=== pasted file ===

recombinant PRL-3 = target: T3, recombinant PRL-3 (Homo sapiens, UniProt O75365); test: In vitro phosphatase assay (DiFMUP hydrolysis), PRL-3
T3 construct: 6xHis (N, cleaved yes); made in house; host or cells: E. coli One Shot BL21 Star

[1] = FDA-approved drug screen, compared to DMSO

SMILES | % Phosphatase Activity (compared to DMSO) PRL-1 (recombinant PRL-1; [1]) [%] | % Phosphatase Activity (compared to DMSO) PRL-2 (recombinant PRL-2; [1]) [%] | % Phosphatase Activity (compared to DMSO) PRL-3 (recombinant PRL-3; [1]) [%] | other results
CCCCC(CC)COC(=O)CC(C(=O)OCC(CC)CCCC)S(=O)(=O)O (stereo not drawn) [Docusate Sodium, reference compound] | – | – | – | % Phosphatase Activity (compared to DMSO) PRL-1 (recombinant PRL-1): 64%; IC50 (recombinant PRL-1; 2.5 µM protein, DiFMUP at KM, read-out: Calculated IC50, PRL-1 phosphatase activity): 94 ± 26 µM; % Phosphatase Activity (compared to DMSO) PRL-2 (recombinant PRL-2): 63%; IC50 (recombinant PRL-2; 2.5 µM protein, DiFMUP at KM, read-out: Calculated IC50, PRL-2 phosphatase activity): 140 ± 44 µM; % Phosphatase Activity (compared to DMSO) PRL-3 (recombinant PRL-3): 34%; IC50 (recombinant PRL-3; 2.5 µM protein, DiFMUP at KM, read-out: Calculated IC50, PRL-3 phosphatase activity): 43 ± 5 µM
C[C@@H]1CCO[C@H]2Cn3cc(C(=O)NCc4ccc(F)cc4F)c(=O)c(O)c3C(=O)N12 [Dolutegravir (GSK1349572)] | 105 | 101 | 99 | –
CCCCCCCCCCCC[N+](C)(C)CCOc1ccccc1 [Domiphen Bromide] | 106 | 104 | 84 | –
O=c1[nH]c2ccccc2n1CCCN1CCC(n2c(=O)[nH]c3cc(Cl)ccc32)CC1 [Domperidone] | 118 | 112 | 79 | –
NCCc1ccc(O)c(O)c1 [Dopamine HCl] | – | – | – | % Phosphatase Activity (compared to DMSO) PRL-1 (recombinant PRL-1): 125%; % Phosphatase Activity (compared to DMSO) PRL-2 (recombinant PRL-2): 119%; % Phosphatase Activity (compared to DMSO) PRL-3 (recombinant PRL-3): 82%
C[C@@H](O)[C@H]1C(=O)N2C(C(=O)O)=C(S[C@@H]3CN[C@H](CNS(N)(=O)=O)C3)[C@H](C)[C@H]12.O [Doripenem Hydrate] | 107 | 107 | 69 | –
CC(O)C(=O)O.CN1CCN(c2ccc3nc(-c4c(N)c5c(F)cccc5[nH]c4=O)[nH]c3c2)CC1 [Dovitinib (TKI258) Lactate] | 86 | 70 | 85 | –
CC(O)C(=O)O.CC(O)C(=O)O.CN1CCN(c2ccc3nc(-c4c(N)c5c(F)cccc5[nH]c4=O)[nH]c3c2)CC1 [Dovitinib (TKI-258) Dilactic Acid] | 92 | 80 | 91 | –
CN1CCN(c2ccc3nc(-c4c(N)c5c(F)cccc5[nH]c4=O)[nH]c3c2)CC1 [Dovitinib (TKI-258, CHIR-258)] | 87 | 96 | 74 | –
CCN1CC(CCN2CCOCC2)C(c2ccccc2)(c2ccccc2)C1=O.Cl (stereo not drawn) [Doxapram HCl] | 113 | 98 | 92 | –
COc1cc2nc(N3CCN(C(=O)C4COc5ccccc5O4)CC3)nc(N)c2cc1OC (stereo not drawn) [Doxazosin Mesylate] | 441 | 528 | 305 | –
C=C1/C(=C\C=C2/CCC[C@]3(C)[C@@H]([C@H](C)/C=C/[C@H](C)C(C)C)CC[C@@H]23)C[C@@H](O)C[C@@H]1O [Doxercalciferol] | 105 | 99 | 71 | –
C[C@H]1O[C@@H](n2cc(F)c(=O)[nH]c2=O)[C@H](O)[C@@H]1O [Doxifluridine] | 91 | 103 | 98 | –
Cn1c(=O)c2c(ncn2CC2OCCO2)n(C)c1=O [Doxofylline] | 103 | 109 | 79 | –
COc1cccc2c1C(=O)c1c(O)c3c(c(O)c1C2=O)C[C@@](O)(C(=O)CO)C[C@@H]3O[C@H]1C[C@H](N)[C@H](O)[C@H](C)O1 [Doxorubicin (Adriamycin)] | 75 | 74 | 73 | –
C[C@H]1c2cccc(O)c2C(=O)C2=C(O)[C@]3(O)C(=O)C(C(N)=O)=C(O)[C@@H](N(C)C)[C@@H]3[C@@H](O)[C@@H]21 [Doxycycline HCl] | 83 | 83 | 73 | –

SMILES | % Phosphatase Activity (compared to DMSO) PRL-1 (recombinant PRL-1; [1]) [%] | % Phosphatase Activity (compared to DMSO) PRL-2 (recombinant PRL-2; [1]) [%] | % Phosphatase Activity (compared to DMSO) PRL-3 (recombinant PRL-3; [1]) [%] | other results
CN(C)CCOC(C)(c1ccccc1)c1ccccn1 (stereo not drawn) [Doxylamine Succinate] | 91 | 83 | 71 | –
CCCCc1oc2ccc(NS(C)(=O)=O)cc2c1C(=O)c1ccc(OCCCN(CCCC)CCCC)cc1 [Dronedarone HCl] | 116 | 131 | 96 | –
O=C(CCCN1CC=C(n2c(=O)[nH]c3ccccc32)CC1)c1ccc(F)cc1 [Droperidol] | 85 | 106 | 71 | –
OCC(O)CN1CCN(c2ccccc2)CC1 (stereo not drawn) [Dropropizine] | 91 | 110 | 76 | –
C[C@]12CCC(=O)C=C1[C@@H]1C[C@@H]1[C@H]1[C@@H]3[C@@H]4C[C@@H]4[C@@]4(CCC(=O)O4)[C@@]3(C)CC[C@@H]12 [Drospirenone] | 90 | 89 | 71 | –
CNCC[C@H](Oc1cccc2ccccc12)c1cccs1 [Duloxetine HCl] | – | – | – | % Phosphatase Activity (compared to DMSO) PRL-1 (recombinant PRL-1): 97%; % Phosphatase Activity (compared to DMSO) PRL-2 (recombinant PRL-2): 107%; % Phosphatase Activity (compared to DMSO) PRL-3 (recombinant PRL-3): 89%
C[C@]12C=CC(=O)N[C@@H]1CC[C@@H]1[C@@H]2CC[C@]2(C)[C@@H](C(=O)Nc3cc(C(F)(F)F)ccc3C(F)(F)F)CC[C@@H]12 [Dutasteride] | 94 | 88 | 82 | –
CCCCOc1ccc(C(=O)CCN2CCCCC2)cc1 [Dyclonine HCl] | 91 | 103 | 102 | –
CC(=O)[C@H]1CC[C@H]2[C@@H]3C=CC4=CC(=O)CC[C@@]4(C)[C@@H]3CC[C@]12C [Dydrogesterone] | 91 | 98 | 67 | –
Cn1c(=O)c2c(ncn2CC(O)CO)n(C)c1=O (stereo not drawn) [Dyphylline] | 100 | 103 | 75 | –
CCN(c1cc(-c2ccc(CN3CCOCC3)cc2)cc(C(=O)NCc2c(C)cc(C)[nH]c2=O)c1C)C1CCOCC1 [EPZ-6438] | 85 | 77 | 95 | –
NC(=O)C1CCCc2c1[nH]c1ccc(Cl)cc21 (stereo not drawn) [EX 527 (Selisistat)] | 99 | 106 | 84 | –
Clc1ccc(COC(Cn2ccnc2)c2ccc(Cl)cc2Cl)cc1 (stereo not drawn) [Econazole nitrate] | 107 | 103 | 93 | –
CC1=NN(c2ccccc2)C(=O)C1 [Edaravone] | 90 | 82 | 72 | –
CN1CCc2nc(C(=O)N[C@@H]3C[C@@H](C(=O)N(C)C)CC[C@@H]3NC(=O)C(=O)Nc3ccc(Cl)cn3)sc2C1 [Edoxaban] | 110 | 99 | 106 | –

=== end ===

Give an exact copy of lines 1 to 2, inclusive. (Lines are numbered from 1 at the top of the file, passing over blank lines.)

recombinant PRL-3 = target: T3, recombinant PRL-3 (Homo sapiens, UniProt O75365); test: In vitro phosphatase assay (DiFMUP hydrolysis), PRL-3
T3 construct: 6xHis (N, cleaved yes); made in house; host or cells: E. coli One Shot BL21 Star